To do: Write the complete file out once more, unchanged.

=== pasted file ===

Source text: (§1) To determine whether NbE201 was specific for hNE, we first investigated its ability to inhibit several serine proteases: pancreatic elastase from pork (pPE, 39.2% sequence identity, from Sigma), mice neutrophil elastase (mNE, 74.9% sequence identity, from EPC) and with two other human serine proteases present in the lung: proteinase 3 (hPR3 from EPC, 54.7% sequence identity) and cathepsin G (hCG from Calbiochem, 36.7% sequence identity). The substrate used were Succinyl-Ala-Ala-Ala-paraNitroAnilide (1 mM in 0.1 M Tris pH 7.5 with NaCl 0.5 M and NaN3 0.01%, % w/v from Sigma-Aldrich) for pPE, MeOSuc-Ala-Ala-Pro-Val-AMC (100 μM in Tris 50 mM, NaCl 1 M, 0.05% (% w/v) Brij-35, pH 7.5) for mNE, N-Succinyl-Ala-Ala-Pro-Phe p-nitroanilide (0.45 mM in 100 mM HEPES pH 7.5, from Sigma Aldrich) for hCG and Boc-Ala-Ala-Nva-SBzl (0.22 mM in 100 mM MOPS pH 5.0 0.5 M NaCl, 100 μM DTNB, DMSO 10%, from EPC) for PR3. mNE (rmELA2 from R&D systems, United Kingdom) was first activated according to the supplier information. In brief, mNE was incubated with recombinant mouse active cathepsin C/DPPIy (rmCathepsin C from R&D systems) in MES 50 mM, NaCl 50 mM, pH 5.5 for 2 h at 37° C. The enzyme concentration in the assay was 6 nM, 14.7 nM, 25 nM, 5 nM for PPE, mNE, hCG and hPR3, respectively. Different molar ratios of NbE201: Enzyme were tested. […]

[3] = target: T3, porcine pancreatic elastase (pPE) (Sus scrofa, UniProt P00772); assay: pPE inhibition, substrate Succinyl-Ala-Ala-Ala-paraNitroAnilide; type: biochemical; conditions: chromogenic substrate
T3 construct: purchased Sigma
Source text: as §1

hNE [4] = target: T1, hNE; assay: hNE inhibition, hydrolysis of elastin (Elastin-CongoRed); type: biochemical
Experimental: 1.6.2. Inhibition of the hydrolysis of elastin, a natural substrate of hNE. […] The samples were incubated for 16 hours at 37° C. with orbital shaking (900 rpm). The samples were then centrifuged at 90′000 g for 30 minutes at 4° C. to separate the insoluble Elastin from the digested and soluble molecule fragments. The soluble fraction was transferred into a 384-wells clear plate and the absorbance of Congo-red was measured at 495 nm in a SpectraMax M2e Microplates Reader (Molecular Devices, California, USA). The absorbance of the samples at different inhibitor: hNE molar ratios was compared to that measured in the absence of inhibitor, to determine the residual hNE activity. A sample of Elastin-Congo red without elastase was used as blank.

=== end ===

Source text: (§1) To determine whether NbE201 was specific for hNE, we first investigated its ability to inhibit several serine proteases: pancreatic elastase from pork (pPE, 39.2% sequence identity, from Sigma), mice neutrophil elastase (mNE, 74.9% sequence identity, from EPC) and with two other human serine proteases present in the lung: proteinase 3 (hPR3 from EPC, 54.7% sequence identity) and cathepsin G (hCG from Calbiochem, 36.7% sequence identity). The substrate used were Succinyl-Ala-Ala-Ala-paraNitroAnilide (1 mM in 0.1 M Tris pH 7.5 with NaCl 0.5 M and NaN3 0.01%, % w/v from Sigma-Aldrich) for pPE, MeOSuc-Ala-Ala-Pro-Val-AMC (100 μM in Tris 50 mM, NaCl 1 M, 0.05% (% w/v) Brij-35, pH 7.5) for mNE, N-Succinyl-Ala-Ala-Pro-Phe p-nitroanilide (0.45 mM in 100 mM HEPES pH 7.5, from Sigma Aldrich) for hCG and Boc-Ala-Ala-Nva-SBzl (0.22 mM in 100 mM MOPS pH 5.0 0.5 M NaCl, 100 μM DTNB, DMSO 10%, from EPC) for PR3. mNE (rmELA2 from R&D systems, United Kingdom) was first activated according to the supplier information. In brief, mNE was incubated with recombinant mouse active cathepsin C/DPPIy (rmCathepsin C from R&D systems) in MES 50 mM, NaCl 50 mM, pH 5.5 for 2 h at 37° C. The enzyme concentration in the assay was 6 nM, 14.7 nM, 25 nM, 5 nM for PPE, mNE, hCG and hPR3, respectively. Different molar ratios of NbE201: Enzyme were tested. […]

[3] = target: T3, porcine pancreatic elastase (pPE) (Sus scrofa, UniProt P00772); assay: pPE inhibition, substrate Succinyl-Ala-Ala-Ala-paraNitroAnilide; type: biochemical; conditions: chromogenic substrate
T3 construct: purchased Sigma
Source text: as §1

hNE [4] = target: T1, hNE; assay: hNE inhibition, hydrolysis of elastin (Elastin-CongoRed); type: biochemical
Experimental: 1.6.2. Inhibition of the hydrolysis of elastin, a natural substrate of hNE. […] The samples were incubated for 16 hours at 37° C. with orbital shaking (900 rpm). The samples were then centrifuged at 90′000 g for 30 minutes at 4° C. to separate the insoluble Elastin from the digested and soluble molecule fragments. The soluble fraction was transferred into a 384-wells clear plate and the absorbance of Congo-red was measured at 495 nm in a SpectraMax M2e Microplates Reader (Molecular Devices, California, USA). The absorbance of the samples at different inhibitor: hNE molar ratios was compared to that measured in the absence of inhibitor, to determine the residual hNE activity. A sample of Elastin-Congo red without elastase was used as blank.